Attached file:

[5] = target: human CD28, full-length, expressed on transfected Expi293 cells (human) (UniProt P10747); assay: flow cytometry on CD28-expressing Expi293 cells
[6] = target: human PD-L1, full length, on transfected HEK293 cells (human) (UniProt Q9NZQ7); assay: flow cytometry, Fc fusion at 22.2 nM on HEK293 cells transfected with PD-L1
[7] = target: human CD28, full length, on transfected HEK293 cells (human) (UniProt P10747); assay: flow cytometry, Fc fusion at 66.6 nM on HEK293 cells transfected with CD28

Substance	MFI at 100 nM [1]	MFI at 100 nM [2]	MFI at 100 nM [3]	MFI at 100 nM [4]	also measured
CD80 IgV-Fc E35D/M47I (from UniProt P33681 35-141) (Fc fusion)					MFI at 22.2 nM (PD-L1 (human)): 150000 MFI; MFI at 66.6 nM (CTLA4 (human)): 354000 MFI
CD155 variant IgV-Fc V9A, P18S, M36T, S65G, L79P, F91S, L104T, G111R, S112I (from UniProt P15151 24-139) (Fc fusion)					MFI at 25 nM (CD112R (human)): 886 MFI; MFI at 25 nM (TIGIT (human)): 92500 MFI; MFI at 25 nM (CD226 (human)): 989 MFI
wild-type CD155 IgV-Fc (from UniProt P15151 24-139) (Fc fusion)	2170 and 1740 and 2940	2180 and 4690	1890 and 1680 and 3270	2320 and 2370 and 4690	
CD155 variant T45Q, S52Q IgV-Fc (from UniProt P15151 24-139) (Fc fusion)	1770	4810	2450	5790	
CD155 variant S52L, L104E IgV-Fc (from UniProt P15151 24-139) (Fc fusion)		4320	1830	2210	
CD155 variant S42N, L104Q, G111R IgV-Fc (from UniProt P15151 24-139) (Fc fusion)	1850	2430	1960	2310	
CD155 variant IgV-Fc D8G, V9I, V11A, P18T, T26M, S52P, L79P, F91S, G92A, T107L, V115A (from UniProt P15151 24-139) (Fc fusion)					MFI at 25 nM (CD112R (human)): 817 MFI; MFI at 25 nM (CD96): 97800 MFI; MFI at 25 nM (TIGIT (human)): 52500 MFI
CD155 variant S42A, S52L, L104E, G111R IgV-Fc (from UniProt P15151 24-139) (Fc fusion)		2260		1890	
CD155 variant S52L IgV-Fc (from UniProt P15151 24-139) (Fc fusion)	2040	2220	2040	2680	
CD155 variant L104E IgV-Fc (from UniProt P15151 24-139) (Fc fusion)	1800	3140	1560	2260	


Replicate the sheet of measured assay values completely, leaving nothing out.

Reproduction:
[5] = target: human CD28, full-length, expressed on transfected Expi293 cells (human) (UniProt P10747); assay: flow cytometry on CD28-expressing Expi293 cells
[6] = target: human PD-L1, full length, on transfected HEK293 cells (human) (UniProt Q9NZQ7); assay: flow cytometry, Fc fusion at 22.2 nM on HEK293 cells transfected with PD-L1
[7] = target: human CD28, full length, on transfected HEK293 cells (human) (UniProt P10747); assay: flow cytometry, Fc fusion at 66.6 nM on HEK293 cells transfected with CD28

Substance	MFI at 100 nM [1]	MFI at 100 nM [2]	MFI at 100 nM [3]	MFI at 100 nM [4]	also measured
CD80 IgV-Fc E35D/M47I (from UniProt P33681 35-141) (Fc fusion)					MFI at 22.2 nM (PD-L1 (human)): 150000 MFI; MFI at 66.6 nM (CTLA4 (human)): 354000 MFI
CD155 variant IgV-Fc V9A, P18S, M36T, S65G, L79P, F91S, L104T, G111R, S112I (from UniProt P15151 24-139) (Fc fusion)					MFI at 25 nM (CD112R (human)): 886 MFI; MFI at 25 nM (TIGIT (human)): 92500 MFI; MFI at 25 nM (CD226 (human)): 989 MFI
wild-type CD155 IgV-Fc (from UniProt P15151 24-139) (Fc fusion)	2170 and 1740 and 2940	2180 and 4690	1890 and 1680 and 3270	2320 and 2370 and 4690	
CD155 variant T45Q, S52Q IgV-Fc (from UniProt P15151 24-139) (Fc fusion)	1770	4810	2450	5790	
CD155 variant S52L, L104E IgV-Fc (from UniProt P15151 24-139) (Fc fusion)		4320	1830	2210	
CD155 variant S42N, L104Q, G111R IgV-Fc (from UniProt P15151 24-139) (Fc fusion)	1850	2430	1960	2310	
CD155 variant IgV-Fc D8G, V9I, V11A, P18T, T26M, S52P, L79P, F91S, G92A, T107L, V115A (from UniProt P15151 24-139) (Fc fusion)					MFI at 25 nM (CD112R (human)): 817 MFI; MFI at 25 nM (CD96): 97800 MFI; MFI at 25 nM (TIGIT (human)): 52500 MFI
CD155 variant S42A, S52L, L104E, G111R IgV-Fc (from UniProt P15151 24-139) (Fc fusion)		2260		1890	
CD155 variant S52L IgV-Fc (from UniProt P15151 24-139) (Fc fusion)	2040	2220	2040	2680	
CD155 variant L104E IgV-Fc (from UniProt P15151 24-139) (Fc fusion)	1800	3140	1560	2260	